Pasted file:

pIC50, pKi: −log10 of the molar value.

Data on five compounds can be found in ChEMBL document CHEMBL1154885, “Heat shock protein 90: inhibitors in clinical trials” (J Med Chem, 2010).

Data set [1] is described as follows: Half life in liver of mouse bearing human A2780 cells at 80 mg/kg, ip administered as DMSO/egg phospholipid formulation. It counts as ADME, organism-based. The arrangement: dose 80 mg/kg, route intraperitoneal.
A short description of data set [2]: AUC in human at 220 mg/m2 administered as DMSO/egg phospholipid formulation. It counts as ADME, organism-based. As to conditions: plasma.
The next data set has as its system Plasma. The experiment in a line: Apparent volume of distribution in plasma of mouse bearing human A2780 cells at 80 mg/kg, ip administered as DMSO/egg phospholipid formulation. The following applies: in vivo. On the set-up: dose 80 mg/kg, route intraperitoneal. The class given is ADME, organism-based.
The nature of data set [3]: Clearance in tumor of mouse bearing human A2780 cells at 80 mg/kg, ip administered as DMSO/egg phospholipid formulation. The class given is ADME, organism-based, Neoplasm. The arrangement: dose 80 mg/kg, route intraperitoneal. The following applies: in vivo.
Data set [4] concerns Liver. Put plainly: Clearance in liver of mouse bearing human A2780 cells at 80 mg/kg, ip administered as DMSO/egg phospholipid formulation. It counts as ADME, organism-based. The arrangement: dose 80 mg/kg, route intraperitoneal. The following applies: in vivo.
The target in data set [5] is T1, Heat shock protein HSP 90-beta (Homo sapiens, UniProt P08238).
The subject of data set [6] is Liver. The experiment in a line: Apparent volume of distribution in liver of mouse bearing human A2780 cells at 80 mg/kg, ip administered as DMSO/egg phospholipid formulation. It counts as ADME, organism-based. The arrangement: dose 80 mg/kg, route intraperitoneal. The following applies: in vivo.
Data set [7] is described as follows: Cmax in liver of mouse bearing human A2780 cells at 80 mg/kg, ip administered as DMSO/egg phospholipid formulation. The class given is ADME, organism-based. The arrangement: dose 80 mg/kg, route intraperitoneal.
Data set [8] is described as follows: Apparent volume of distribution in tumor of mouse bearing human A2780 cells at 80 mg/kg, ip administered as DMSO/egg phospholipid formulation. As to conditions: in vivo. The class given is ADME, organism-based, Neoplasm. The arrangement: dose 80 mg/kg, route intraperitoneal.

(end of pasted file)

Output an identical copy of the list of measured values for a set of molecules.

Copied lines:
pIC50, pKi: −log10 of the molar value.

Data on five compounds can be found in ChEMBL document CHEMBL1154885, “Heat shock protein 90: inhibitors in clinical trials” (J Med Chem, 2010).

Data set [1] is described as follows: Half life in liver of mouse bearing human A2780 cells at 80 mg/kg, ip administered as DMSO/egg phospholipid formulation. It counts as ADME, organism-based. The arrangement: dose 80 mg/kg, route intraperitoneal.
A short description of data set [2]: AUC in human at 220 mg/m2 administered as DMSO/egg phospholipid formulation. It counts as ADME, organism-based. As to conditions: plasma.
The next data set has as its system Plasma. The experiment in a line: Apparent volume of distribution in plasma of mouse bearing human A2780 cells at 80 mg/kg, ip administered as DMSO/egg phospholipid formulation. The following applies: in vivo. On the set-up: dose 80 mg/kg, route intraperitoneal. The class given is ADME, organism-based.
The nature of data set [3]: Clearance in tumor of mouse bearing human A2780 cells at 80 mg/kg, ip administered as DMSO/egg phospholipid formulation. The class given is ADME, organism-based, Neoplasm. The arrangement: dose 80 mg/kg, route intraperitoneal. The following applies: in vivo.
Data set [4] concerns Liver. Put plainly: Clearance in liver of mouse bearing human A2780 cells at 80 mg/kg, ip administered as DMSO/egg phospholipid formulation. It counts as ADME, organism-based. The arrangement: dose 80 mg/kg, route intraperitoneal. The following applies: in vivo.
The target in data set [5] is T1, Heat shock protein HSP 90-beta (Homo sapiens, UniProt P08238).
The subject of data set [6] is Liver. The experiment in a line: Apparent volume of distribution in liver of mouse bearing human A2780 cells at 80 mg/kg, ip administered as DMSO/egg phospholipid formulation. It counts as ADME, organism-based. The arrangement: dose 80 mg/kg, route intraperitoneal. The following applies: in vivo.
Data set [7] is described as follows: Cmax in liver of mouse bearing human A2780 cells at 80 mg/kg, ip administered as DMSO/egg phospholipid formulation. The class given is ADME, organism-based. The arrangement: dose 80 mg/kg, route intraperitoneal.
Data set [8] is described as follows: Apparent volume of distribution in tumor of mouse bearing human A2780 cells at 80 mg/kg, ip administered as DMSO/egg phospholipid formulation. As to conditions: in vivo. The class given is ADME, organism-based, Neoplasm. The arrangement: dose 80 mg/kg, route intraperitoneal.